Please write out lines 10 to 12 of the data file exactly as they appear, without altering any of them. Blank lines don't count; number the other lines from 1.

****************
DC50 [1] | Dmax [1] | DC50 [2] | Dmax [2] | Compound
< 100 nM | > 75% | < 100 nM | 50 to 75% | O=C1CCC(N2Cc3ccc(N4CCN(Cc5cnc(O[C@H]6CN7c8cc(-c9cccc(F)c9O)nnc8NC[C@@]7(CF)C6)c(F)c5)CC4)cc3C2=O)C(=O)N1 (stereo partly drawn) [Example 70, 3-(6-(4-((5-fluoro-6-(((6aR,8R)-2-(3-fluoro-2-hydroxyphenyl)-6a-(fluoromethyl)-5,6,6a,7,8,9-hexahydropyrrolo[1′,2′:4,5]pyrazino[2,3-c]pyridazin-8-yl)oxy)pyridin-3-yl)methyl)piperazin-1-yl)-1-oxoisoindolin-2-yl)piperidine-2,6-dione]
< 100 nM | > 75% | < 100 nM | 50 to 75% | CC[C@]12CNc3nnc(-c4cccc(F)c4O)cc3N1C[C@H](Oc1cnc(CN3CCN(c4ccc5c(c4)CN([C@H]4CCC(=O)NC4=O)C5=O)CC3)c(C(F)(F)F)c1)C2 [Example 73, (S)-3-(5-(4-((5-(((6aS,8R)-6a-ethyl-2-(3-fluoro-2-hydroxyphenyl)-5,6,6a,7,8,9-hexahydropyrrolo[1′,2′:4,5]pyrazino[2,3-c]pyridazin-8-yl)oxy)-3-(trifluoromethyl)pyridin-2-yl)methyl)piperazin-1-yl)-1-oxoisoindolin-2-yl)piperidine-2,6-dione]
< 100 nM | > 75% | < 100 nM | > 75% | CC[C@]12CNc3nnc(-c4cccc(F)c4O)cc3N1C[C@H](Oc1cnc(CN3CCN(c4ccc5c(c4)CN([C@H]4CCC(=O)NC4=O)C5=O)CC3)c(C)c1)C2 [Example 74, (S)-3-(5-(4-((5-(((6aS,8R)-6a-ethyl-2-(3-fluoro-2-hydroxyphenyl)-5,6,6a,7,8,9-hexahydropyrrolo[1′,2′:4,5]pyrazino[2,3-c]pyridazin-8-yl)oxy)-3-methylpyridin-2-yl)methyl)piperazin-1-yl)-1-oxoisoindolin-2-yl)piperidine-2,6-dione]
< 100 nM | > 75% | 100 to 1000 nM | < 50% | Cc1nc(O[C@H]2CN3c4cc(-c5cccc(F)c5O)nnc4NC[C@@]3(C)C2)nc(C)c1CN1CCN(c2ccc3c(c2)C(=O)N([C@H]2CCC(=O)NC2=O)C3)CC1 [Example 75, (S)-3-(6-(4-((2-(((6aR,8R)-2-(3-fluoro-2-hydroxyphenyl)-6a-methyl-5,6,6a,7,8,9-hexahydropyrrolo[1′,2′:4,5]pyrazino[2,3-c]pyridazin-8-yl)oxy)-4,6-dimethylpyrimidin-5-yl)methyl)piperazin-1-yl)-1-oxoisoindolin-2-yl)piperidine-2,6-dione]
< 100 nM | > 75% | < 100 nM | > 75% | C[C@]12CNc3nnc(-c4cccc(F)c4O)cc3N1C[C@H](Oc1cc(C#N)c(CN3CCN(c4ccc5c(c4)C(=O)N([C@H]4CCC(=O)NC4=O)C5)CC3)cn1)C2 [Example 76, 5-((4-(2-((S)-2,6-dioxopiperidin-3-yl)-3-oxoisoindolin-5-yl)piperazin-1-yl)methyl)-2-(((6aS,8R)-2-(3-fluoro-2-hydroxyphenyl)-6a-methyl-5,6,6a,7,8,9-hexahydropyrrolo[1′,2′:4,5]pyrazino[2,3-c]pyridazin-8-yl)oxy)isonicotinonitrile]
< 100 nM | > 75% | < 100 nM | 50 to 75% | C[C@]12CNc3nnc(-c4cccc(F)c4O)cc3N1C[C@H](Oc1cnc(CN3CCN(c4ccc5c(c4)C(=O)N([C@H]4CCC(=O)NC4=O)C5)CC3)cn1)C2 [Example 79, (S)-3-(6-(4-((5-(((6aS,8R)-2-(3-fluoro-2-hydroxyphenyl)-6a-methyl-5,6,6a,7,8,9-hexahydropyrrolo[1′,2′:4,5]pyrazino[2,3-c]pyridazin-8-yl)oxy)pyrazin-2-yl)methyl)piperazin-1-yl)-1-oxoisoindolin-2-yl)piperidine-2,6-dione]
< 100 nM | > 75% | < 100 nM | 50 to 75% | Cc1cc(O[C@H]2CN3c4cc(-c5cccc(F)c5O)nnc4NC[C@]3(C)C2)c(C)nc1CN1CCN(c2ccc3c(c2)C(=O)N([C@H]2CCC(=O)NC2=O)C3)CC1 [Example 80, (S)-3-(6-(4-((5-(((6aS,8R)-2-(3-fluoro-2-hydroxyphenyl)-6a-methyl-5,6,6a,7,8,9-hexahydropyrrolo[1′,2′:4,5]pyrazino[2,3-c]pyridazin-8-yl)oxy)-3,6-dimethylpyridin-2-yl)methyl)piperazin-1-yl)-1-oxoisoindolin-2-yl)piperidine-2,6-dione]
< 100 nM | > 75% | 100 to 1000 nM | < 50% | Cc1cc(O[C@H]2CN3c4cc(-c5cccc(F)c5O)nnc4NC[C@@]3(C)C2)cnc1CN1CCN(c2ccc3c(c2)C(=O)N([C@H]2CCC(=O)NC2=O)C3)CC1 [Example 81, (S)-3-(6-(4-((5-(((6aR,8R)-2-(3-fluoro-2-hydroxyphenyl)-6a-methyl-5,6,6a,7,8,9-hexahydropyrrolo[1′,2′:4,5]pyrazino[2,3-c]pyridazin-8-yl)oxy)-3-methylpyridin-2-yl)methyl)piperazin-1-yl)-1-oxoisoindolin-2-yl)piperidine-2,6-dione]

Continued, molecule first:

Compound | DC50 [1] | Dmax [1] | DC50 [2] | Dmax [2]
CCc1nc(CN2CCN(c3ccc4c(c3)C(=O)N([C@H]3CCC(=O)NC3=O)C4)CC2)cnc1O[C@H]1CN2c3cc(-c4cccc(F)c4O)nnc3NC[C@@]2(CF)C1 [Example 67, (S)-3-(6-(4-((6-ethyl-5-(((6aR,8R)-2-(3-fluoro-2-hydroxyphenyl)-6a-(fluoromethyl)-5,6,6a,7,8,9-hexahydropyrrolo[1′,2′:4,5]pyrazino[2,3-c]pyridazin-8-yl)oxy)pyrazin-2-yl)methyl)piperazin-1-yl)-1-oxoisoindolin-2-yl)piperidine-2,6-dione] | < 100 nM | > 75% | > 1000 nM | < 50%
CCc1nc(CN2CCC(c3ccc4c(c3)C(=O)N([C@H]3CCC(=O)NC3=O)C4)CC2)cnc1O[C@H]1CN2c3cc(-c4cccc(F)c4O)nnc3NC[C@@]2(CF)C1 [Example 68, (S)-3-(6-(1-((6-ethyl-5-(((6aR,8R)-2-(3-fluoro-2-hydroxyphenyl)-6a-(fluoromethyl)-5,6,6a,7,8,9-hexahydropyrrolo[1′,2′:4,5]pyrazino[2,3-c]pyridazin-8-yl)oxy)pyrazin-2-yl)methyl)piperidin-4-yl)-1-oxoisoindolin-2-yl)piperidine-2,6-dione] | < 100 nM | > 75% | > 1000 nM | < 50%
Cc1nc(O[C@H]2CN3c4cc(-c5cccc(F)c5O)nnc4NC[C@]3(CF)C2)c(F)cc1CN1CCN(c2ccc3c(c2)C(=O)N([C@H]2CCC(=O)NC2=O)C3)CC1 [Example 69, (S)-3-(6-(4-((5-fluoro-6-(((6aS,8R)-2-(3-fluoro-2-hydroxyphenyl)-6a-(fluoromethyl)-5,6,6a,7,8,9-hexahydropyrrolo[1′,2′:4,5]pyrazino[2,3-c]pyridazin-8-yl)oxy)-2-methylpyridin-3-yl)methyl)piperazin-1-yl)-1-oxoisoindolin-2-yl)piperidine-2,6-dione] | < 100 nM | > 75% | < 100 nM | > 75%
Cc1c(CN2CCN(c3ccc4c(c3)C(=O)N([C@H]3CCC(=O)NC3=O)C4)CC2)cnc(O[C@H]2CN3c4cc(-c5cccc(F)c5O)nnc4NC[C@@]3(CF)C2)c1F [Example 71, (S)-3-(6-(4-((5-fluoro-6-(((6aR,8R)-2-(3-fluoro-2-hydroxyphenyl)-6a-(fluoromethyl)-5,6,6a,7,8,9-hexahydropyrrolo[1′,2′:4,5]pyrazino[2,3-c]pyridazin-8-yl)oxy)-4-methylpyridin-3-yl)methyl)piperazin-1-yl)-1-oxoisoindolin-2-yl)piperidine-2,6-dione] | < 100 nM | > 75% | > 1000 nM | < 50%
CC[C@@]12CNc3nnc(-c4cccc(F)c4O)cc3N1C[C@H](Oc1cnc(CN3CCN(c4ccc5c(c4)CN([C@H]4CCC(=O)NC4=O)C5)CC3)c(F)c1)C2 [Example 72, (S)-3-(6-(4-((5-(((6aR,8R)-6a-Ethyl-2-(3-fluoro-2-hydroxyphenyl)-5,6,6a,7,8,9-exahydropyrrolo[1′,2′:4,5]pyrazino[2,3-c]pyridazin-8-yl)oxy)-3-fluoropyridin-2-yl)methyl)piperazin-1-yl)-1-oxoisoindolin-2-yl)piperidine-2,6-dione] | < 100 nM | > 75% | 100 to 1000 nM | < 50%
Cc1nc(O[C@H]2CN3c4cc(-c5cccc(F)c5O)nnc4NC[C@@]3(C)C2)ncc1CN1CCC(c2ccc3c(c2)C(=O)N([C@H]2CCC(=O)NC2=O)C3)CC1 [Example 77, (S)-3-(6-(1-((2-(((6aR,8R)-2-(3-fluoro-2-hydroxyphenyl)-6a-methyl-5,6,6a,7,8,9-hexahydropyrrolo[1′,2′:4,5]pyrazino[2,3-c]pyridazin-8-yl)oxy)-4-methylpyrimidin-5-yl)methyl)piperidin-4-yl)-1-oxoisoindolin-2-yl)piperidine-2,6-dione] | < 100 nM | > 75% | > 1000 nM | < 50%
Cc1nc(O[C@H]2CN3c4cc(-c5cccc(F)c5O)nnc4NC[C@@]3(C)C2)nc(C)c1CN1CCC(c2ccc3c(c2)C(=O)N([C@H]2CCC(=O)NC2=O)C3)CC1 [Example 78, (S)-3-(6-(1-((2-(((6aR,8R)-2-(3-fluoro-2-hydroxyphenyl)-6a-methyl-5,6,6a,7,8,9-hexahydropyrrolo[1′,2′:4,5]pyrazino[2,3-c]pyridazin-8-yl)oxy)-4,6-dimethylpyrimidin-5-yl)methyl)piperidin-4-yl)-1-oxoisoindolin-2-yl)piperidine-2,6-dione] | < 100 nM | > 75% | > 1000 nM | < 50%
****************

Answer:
Continued, molecule first:

Compound | DC50 [1] | Dmax [1] | DC50 [2] | Dmax [2]
CCc1nc(CN2CCN(c3ccc4c(c3)C(=O)N([C@H]3CCC(=O)NC3=O)C4)CC2)cnc1O[C@H]1CN2c3cc(-c4cccc(F)c4O)nnc3NC[C@@]2(CF)C1 [Example 67, (S)-3-(6-(4-((6-ethyl-5-(((6aR,8R)-2-(3-fluoro-2-hydroxyphenyl)-6a-(fluoromethyl)-5,6,6a,7,8,9-hexahydropyrrolo[1′,2′:4,5]pyrazino[2,3-c]pyridazin-8-yl)oxy)pyrazin-2-yl)methyl)piperazin-1-yl)-1-oxoisoindolin-2-yl)piperidine-2,6-dione] | < 100 nM | > 75% | > 1000 nM | < 50%